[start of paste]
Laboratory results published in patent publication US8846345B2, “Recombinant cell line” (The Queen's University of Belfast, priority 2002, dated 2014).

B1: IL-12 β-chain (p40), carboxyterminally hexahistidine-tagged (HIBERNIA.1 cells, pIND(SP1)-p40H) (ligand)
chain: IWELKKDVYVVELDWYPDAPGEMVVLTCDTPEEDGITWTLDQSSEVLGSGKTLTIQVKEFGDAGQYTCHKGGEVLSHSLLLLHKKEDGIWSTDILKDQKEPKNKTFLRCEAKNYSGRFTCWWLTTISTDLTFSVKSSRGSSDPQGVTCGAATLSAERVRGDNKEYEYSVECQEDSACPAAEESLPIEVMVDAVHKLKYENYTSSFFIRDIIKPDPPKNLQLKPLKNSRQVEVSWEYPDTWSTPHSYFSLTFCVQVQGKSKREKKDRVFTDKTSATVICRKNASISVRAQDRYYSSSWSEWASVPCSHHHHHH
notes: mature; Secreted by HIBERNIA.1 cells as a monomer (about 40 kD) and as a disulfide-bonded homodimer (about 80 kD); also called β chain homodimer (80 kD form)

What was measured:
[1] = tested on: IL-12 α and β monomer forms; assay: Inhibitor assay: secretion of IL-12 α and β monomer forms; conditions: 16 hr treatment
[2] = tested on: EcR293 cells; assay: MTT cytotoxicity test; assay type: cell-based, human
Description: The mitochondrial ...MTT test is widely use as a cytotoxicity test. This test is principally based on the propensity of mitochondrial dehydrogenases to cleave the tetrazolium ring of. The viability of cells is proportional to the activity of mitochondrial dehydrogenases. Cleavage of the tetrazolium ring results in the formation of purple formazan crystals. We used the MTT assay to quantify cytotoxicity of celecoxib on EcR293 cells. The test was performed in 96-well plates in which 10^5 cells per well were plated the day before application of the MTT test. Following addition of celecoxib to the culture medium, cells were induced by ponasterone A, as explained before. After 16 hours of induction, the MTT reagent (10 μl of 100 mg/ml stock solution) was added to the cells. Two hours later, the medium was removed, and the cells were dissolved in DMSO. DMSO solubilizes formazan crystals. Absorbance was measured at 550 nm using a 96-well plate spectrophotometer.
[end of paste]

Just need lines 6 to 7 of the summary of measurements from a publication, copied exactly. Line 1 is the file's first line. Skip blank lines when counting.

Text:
[1] = tested on: IL-12 α and β monomer forms; assay: Inhibitor assay: secretion of IL-12 α and β monomer forms; conditions: 16 hr treatment
[2] = tested on: EcR293 cells; assay: MTT cytotoxicity test; assay type: cell-based, human